The Daily DuBrule
Hydrangeas are a beloved plant yet they remain a mystery to so many people because very often they don't flower. When I teach hydrangea pruning I usually pack the house and many of the students come back and take the workshop over and over. All this old wood-new wood talk confuses them. Enter our fabulous native Hydrangea arborescens. No worries about pruning there. You could do what my late father used to do which is mow it to the ground every fall. It would grow back and flower every single year. That's because this species of hydrangea blooms on current year's wood. It is also hardy to zone 4 so there are no worries about hard winters or early spring frosts. Oh, and did I mention that this species will grow in lots of shade as well as full sun? How versatile of her.
For decades, there were two choices: the straight species, with nice, small white flowers that didn't fall over in the rain and 'Annabelle', with gigantic white flowers that turned heads but were a bit floppy when fully in bloom. This plant only came in white, with the flowers fading to a limey green in late summer.
Enter 'Incrediball', bred to have the same gigantic flowers on stronger stems. Alright, someone finally figured out the flaw that made so many people annoyed at this great shrub. But that didn't solve the problem of color. Finally, a couple of years ago, Hydrangea arborescens 'Invincibelle Spirit' joined the party. This was the very first PINK form of this very hardy and easy care hydrangea. Anyway, we were all really excited. BUT, when 'Invincibelle Spirit' finally arrived, I was less than enthusiastic about her performance and vigor. I took one home, the last, lonely, sad little plant left in the nursery in late fall, and planted it next to my smokebush. It took two years for this belle to come into her own. Now she is a true beauty.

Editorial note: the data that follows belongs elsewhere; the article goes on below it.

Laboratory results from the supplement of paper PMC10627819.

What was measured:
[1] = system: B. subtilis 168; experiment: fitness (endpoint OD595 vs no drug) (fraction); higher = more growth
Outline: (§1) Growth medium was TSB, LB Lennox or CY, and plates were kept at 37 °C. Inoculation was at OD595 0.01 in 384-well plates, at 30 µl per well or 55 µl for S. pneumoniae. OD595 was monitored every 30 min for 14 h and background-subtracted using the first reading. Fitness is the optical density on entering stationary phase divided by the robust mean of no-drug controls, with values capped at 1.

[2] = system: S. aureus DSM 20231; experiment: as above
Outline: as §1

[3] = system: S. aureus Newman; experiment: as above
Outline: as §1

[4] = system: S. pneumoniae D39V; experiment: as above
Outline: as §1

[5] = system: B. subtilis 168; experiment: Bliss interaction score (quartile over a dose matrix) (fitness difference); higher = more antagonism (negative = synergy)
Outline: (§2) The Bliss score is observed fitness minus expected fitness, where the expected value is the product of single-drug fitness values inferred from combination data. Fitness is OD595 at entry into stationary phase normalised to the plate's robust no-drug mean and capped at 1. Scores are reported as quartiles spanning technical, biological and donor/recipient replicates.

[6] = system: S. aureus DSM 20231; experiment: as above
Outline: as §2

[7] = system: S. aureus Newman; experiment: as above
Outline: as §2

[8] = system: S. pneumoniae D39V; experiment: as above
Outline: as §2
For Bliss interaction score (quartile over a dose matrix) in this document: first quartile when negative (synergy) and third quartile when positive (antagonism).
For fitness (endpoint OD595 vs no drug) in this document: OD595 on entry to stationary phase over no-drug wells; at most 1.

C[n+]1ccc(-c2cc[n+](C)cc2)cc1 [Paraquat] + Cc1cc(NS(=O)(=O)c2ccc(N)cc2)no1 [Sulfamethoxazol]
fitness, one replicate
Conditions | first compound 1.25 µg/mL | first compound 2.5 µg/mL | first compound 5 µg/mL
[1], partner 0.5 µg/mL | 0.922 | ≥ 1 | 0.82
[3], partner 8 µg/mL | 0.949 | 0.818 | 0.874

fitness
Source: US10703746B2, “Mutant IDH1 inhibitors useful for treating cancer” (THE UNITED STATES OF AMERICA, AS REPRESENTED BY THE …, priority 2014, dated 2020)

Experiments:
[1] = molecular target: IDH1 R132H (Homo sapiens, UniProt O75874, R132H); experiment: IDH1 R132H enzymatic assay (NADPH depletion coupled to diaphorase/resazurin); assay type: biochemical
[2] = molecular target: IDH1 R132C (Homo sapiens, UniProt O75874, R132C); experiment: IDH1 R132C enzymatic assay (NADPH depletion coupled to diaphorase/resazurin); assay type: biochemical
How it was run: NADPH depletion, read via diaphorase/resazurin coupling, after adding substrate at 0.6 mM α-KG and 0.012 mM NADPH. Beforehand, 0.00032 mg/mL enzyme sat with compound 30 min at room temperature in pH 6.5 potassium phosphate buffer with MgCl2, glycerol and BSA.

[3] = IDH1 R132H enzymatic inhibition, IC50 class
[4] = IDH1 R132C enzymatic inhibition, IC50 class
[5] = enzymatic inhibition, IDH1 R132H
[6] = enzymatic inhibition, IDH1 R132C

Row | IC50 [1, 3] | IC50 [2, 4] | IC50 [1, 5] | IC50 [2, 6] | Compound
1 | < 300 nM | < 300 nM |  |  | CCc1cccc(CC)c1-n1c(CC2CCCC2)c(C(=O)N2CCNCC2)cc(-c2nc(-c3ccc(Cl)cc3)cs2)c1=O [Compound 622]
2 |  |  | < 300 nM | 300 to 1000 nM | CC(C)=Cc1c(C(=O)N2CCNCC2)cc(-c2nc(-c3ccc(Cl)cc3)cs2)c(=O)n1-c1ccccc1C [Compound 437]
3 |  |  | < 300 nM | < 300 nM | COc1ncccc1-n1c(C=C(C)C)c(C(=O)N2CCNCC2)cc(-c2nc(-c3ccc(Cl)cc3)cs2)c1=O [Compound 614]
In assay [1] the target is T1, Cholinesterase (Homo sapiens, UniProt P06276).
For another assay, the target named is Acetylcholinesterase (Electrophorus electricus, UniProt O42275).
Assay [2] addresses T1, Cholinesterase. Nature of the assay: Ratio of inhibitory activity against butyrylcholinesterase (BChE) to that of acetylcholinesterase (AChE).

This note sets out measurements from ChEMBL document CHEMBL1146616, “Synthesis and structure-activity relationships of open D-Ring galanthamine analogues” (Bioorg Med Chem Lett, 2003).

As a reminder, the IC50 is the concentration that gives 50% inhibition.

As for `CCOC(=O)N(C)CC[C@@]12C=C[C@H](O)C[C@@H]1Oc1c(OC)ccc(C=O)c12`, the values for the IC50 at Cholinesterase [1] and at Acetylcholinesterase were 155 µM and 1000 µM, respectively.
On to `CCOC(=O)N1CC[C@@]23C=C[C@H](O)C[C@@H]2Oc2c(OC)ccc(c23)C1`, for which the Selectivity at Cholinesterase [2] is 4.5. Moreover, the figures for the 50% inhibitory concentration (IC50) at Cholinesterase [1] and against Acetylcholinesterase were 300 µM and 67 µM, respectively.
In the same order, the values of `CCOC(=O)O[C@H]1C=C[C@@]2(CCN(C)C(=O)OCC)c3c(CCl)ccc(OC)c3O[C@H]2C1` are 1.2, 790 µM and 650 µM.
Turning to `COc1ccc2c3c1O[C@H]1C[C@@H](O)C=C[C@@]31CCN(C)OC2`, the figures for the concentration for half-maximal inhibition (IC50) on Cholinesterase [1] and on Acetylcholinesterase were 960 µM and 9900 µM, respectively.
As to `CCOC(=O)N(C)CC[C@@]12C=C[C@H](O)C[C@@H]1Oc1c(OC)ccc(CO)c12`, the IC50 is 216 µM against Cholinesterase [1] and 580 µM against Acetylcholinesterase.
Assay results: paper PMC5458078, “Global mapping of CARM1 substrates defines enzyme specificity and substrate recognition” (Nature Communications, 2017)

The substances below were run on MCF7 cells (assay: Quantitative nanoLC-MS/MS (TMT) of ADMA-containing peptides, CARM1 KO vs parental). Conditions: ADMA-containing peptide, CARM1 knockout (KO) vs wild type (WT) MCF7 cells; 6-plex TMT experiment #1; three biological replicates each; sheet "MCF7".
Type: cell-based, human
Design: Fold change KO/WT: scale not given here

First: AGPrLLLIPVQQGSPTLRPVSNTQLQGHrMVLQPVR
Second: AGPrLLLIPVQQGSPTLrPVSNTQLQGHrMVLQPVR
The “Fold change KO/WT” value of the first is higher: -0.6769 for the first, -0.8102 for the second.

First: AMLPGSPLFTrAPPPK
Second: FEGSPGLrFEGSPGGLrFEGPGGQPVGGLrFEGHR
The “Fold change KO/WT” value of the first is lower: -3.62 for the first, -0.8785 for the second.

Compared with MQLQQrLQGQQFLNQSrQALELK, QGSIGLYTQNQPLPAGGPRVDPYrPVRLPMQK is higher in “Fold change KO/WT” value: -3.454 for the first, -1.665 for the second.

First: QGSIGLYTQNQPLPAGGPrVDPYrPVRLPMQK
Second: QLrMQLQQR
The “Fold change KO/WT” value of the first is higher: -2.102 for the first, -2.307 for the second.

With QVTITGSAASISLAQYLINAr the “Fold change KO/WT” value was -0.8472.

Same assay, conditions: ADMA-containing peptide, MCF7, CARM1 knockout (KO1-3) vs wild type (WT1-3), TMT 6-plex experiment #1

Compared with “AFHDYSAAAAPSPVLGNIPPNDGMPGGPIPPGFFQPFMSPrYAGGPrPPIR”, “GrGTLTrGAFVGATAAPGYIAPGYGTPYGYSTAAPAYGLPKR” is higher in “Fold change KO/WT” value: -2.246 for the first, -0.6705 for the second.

I was at a winter conference listening to my woody plant guru Michael Dirr shortly afterwards. He said "forget 'Invincibelle Spirit', I have bred 'Bella Anna' with is a far superior pink plant." I was excited. Well, my experience has been that yes, 'Bella Anna' is terrific, but it also needs a couple of years in the garden to settle in and come into her own. No matter, I love them all. They make great cut flowers, they are just beginning to bloom this week, and will add color to my borders for a good portion of the summer. This is one hardy hydrangea that is really worth planting, no matter what conditions you have in your garden.
|'Invincibelle Spirit' with my purple smokebush|